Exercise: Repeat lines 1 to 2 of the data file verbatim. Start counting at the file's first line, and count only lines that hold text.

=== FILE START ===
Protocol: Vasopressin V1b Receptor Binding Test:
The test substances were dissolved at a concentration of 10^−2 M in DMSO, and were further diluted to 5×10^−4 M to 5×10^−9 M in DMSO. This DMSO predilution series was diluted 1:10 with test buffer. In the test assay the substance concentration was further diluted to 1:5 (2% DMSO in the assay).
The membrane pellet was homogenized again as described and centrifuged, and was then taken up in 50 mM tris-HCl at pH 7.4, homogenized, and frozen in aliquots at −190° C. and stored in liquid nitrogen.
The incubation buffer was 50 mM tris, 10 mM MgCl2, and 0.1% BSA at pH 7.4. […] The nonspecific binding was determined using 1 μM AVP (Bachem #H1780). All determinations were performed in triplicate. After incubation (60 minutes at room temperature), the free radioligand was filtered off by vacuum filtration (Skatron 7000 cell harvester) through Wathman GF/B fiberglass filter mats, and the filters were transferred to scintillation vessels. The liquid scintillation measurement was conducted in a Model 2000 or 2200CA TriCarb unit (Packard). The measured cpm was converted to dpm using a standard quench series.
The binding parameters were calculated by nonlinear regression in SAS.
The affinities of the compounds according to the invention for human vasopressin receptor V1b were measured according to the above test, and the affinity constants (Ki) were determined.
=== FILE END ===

Protocol: Vasopressin V1b Receptor Binding Test:
The test substances were dissolved at a concentration of 10^−2 M in DMSO, and were further diluted to 5×10^−4 M to 5×10^−9 M in DMSO. This DMSO predilution series was diluted 1:10 with test buffer. In the test assay the substance concentration was further diluted to 1:5 (2% DMSO in the assay).